Search billions of records on Ancestry.com
   

ARRIVAL OF THE SCIMITAR
Otago Daily Times March 6th 1874

(NB: This has been re-formated from the original for ease of reading)

The large ship that was sighted from Ocean Beach on Wednesday afternoon turned up at the Heads yesterday morning and was signalled as the Trevelyan. That, however, was a mistake - the ship proving to be the unexpected Scimitar - unexpected, because her time at sea fell several days short of the average passage of vessels from the old country to New Zealand. At the Heads she was met by the steamer Geelong, which had just towed out the ship Jessie Readman, and in turn took the Scimitar in tow, and fetched her to the Quarantine Ground by 8 o'clock. There she anchored, and very shortly afterwards was in communication with the Health Officer, Captain Thomson, Mr Monson, of the Customs, and Dr O'Donoghue, Medical Adviser to the Board of health, who proceeded alongside in the steamer Jane.

As we have all along anticipated would be the case, from the fact of the Scimitar shipping her immigrants at Plymouth from the same depot that supplied the Mongol, the ship comes here with disease on board - scarlatine, measles and bronchitis having broken out amongst her passengers and carried off 26 of them during the passage.The first case of scarlet fever appeared four days after the ship left Plymouth and the last case on the 25th of February. The fever ran its course through the vessel, the doctor's children, in the cabin being affected by it, but it is said not to have been the malignant type. Six cases of it and its sequences are still in the hospital. The following is the list of deaths and the dates of their occurrence:-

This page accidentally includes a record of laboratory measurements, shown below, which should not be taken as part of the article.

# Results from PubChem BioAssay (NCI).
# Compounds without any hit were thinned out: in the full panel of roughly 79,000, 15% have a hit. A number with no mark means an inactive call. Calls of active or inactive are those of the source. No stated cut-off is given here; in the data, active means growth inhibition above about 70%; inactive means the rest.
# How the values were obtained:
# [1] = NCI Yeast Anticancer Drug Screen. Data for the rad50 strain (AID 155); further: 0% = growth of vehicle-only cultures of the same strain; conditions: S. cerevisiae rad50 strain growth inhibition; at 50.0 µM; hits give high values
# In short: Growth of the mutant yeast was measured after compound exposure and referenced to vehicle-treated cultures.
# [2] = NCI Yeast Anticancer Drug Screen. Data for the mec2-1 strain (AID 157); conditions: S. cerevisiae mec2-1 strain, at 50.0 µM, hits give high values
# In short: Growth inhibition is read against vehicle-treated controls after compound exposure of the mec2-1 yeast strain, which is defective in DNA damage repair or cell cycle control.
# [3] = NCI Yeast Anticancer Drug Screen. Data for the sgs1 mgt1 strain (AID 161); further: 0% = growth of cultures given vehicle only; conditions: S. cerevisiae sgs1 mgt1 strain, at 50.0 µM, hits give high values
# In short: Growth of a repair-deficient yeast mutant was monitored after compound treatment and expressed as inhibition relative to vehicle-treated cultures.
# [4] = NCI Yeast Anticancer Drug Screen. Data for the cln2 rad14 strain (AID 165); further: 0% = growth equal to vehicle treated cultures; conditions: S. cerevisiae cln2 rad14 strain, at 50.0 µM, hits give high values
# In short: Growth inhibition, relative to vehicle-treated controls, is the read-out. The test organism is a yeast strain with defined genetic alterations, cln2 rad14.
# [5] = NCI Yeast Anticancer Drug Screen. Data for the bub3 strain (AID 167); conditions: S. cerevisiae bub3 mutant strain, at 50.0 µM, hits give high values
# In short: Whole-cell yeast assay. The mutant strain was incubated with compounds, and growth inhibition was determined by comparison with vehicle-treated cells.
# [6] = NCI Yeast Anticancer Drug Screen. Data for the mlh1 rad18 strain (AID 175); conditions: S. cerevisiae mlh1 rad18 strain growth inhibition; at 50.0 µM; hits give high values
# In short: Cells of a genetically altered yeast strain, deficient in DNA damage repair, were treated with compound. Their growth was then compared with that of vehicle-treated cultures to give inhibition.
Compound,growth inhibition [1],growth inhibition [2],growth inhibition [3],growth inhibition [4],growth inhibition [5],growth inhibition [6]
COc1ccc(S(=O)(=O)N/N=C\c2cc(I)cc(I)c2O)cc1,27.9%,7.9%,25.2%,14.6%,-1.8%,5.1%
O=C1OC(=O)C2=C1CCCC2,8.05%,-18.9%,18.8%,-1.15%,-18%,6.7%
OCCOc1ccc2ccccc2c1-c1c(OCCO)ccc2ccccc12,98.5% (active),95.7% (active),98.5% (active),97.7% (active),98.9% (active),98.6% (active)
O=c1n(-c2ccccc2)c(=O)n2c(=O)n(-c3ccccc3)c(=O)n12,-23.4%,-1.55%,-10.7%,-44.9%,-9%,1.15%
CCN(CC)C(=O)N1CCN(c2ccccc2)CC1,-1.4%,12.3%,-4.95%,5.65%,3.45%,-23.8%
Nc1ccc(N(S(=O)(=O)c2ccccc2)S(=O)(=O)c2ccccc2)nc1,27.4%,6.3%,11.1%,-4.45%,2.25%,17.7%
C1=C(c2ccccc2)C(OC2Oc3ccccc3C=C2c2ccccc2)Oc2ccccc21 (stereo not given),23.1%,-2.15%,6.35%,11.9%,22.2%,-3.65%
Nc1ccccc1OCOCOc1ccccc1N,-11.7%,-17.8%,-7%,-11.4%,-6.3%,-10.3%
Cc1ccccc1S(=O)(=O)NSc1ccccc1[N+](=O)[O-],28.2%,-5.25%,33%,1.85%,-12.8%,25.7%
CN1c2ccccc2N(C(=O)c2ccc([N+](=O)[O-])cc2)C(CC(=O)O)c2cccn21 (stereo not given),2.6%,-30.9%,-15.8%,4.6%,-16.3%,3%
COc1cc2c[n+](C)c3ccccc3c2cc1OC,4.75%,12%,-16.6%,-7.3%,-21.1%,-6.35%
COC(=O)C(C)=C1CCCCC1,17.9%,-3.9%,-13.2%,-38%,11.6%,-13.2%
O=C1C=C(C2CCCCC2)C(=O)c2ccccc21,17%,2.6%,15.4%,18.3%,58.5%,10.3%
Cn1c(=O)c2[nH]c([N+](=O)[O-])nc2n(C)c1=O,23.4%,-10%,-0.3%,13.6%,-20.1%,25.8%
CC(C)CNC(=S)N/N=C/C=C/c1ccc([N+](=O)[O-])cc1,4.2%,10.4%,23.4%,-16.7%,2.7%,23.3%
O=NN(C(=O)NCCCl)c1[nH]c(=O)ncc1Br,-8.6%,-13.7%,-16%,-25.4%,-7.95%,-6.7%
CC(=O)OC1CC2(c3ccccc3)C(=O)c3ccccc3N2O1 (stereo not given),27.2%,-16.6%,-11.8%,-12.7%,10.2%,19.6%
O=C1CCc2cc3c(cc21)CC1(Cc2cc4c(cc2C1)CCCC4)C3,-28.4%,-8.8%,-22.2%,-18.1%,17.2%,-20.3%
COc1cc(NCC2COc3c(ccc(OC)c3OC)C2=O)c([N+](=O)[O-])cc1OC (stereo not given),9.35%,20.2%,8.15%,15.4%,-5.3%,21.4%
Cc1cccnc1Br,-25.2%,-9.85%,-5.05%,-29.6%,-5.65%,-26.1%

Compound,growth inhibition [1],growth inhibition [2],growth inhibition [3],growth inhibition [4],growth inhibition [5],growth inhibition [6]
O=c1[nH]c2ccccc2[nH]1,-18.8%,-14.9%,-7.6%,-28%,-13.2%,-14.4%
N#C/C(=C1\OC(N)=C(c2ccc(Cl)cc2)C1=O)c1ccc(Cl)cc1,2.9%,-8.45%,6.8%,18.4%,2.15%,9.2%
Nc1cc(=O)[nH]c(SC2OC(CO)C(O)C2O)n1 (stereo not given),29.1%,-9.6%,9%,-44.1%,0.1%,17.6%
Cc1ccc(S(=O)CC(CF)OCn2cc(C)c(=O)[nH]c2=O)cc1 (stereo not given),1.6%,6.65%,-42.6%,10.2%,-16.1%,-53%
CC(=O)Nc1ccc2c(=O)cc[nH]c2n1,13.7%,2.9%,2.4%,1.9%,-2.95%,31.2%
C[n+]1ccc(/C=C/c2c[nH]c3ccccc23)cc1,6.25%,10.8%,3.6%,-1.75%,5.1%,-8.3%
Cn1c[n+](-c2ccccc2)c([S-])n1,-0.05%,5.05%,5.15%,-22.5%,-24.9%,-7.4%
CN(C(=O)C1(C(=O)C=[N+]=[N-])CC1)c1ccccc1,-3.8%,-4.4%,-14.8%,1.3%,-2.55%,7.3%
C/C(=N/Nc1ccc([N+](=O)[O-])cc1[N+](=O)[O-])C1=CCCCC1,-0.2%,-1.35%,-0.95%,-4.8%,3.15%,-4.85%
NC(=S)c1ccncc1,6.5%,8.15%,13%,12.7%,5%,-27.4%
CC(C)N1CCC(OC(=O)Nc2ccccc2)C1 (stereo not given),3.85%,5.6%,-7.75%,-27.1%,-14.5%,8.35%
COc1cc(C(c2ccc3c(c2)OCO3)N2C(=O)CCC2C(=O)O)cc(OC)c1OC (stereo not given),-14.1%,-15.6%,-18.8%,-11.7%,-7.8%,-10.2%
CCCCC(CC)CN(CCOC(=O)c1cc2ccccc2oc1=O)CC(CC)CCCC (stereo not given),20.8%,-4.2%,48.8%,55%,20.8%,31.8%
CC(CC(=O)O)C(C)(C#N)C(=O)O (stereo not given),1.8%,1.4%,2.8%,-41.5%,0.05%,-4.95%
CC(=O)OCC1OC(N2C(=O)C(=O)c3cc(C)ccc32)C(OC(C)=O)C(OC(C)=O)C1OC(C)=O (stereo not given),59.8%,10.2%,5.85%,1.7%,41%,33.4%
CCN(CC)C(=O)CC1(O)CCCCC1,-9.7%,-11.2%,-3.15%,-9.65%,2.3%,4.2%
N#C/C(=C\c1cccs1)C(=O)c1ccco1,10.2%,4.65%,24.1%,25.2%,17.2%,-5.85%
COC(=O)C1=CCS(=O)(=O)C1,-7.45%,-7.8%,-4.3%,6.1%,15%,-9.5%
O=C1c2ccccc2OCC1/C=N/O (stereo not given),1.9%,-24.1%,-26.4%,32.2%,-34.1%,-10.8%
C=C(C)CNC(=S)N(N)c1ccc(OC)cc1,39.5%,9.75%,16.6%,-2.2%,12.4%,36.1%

January 5th, Wm. Brown, aged 4 years and 3 months, scarlatina and measles;
January 7th W. H. Smith, aged 5 months, bronchitis;
January 10th, Prudence Bennett, 3 years and 6 months, scarlatina anginoza;
January 14th, Emily Tonks, 16 years and 6 months, measles and scarlatina;
January 15th M. C. Carey, 3 years 4 months, measles and diarrhoea;
January 17th, Lydia Jordan, 17 years and 6 months, measles and diarrhoea;
January 17th, James Carey, 5 years, measles and diarrhoea;
January 17th Unice Tombs, 8 months, measles and bronchitis;
January 21, Cicilea Castle, 1 year 6 months, measles and bronchitis;
January 24, Edith Elland, 10 months, measles and bronchitis;
January 24, Amy Townsend, 2 years 3 months, convulsions, measles and diarrhoea;
January 26th, John Carey, 7 years, measles and diarrhoea;
January 26th, Frank Townsend, 10 months, measles, scarlatina and diarrhoea;
January 28th, Eliza Wilby, 1 year 2 months, measles and scarlatina;
February 2nd, Edith Lynn, 1 year 1 month, scarlatina anginoza;
February 6th, Harriett Minison, 3 years 10 months, scarlatina anginoza;
February 6th, George Banghan, 1 year 2 months, hydrocephalus;
February 6th, John Wale, 3 years 6 months, measles and diarrhoea;
February 10th, Emily Styles, 7 months, dentition convulsions;
February 13th, Ruth Ashton, 7 months, dentition convulsions;
February 14th, William Denton, 1 year 1 month, measles and bronchitis;
February 15th, Mary Ann Martin, 3 years 6 months, scarlatina;
February 17th, Francis Newson, 5 years, scarlatina;
February 19th, Matilda Dewe, 2 years, scarlatina;
February 23rd, Jane Jeffrey, 3 years, measles;
February 23rd, William Gubbin, 10 months, scarlatina.